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EXCLUSIVE INTERVIEW: 'Ted Wouldn't Stop The Drugs,' Says Man With The Golden Voice's Ex

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Jan. 11 2011, Published 8:52 a.m. ET

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Ted Williams, the homeless man with the golden voice, has become an overnight sensation, but according to the mother of four of his children, they became so addicted to cocaine together that Williams' ex-wife had to care for their son.

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"In radio, you're exposed to a lot backstage, so it was through him I was introduced to drugs, cocaine, and it was a spiral effect downwards from there," Lisa Ellis told RadarOnline.com in an exclusive interview.

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"Ted wouldn't stop the drugs and his behavior so I chose to leave him around maybe in 1992. He wasn't abusive ever... he's really a good guy. It was just drugs, period."

According to Ellis, she met Williams in 1986 when he was at the height of his career - and was still married to his now-ex-wife, Patricia Kirtley.

"We dated about two months and got an apartment together. It was about three months before I ever knew he was married," Ellis said.

"They had already been separated, and I found out he'd been living at the radio station.

"We had a son two years later, but consequently because of the drugs, we both got in trouble with the law."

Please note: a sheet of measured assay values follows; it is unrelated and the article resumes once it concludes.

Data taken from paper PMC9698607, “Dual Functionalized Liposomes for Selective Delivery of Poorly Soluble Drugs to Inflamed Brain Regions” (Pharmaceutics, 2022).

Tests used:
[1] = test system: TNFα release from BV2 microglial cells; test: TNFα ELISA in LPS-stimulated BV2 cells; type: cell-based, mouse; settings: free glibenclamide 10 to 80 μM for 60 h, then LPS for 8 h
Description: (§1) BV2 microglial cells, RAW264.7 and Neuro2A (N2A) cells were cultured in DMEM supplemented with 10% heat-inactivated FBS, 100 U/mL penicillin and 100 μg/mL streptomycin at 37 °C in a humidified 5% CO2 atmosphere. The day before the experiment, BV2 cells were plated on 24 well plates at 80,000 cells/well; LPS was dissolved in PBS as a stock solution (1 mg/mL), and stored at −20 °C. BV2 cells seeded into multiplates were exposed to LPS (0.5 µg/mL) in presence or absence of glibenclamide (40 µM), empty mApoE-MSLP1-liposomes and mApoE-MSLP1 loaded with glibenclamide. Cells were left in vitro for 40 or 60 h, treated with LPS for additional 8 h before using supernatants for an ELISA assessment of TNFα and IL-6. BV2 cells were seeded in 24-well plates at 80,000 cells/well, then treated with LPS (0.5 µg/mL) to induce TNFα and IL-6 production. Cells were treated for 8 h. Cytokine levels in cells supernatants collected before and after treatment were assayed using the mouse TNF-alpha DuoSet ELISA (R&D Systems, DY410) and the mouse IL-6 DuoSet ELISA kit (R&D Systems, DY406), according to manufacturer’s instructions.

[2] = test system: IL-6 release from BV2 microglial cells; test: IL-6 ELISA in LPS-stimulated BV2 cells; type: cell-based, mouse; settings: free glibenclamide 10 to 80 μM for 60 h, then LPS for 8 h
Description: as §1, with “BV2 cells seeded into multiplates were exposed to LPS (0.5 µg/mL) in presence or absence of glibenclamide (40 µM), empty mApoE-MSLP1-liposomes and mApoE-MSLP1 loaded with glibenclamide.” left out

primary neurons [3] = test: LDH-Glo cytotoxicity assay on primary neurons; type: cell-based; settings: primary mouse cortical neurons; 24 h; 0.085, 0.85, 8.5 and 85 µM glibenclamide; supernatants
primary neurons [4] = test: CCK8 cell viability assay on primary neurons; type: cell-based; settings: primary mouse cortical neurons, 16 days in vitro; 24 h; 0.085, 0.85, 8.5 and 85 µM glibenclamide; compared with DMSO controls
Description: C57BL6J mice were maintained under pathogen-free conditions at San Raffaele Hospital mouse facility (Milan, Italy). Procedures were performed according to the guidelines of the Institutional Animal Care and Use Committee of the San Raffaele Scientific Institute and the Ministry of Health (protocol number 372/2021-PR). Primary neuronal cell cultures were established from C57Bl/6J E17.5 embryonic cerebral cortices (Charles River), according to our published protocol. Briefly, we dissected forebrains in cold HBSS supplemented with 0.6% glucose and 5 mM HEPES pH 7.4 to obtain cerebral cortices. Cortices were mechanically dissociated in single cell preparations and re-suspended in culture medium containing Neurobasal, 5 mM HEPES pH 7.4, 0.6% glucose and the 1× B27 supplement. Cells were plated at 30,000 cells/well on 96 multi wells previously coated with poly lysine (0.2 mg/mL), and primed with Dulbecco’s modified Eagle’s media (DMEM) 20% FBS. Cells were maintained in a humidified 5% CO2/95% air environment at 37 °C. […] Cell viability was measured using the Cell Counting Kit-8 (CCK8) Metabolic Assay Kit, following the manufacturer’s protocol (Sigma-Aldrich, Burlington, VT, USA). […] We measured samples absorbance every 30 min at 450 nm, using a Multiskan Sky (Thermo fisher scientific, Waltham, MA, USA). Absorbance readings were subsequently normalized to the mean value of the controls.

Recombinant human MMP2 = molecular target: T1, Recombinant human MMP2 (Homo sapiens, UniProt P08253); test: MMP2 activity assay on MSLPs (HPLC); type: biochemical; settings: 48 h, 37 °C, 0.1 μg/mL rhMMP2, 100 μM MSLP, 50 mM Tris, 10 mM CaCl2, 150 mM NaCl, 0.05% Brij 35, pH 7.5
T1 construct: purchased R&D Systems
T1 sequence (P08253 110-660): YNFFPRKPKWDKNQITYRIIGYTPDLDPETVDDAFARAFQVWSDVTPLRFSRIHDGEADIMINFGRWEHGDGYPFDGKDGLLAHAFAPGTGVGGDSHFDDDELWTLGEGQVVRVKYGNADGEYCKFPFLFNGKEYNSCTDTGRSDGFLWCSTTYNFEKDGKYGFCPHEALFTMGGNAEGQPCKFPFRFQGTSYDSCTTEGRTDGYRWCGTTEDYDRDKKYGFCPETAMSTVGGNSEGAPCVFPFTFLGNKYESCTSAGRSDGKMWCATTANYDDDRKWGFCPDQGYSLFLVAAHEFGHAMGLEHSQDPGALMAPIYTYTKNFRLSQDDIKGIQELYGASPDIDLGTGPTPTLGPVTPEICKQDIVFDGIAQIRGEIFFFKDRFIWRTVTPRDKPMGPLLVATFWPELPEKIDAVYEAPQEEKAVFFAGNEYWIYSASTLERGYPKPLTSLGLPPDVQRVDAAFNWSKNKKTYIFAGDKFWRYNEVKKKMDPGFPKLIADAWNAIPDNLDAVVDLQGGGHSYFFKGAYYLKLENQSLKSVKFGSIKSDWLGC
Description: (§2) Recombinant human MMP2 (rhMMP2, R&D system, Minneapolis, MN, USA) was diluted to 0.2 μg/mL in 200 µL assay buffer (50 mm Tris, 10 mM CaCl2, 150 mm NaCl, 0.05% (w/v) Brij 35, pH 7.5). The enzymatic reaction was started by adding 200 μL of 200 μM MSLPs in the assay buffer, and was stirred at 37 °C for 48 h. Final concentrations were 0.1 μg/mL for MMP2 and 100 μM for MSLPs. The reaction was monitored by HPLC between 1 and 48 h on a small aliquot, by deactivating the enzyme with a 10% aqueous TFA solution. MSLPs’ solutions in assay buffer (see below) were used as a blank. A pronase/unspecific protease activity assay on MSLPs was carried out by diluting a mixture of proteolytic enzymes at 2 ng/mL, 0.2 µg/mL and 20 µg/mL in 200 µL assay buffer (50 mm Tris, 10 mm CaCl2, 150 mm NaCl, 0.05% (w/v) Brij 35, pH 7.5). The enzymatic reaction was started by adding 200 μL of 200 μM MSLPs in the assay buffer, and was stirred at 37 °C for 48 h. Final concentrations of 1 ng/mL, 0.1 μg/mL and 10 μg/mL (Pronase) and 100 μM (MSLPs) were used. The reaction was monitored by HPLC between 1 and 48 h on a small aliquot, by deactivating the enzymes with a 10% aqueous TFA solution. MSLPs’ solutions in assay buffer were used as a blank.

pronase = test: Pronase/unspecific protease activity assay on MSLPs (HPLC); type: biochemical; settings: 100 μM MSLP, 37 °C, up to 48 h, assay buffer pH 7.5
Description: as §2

Ellis told RadarOnline.com it was the most unlikely of allies that helped them out when times were tough - Williams' ex-wife.

"His wife took care of our son, and I thank her for that. At that time there was a lot of conflict and he was caught in the crossfire," she said.

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Ellis said the 53-year-old homeless man had trouble dropping his bad habits and once she was clean, the two separated.

"For me to have made the decision to be clean and then have a partner that wasn't, it just didn't work," Ellis explained.

"We kept in touch a bit, through the kids and there are a lot of people in recovery that we have in common."

As RadarOnline.com previously reported, Williams made headlines last week when a reporter for the Columbus Dispatch in Ohio noticed his panhandling sign touting his amazing vocal talents - and sure enough, Williams unleashed a distinct, deep, baritone voice tailor-made for the masses.

Williams acknowledged that he went to school for broadcasting and had quite a few good gigs until "alcohol and drugs and a few other things became a part of my life."

"I think it's absolutely wonderful and I think he deserves it!" Ellis said of Williams' return to the spotlight.

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"He appears to be very focused, which he always was, so that's a good thing."

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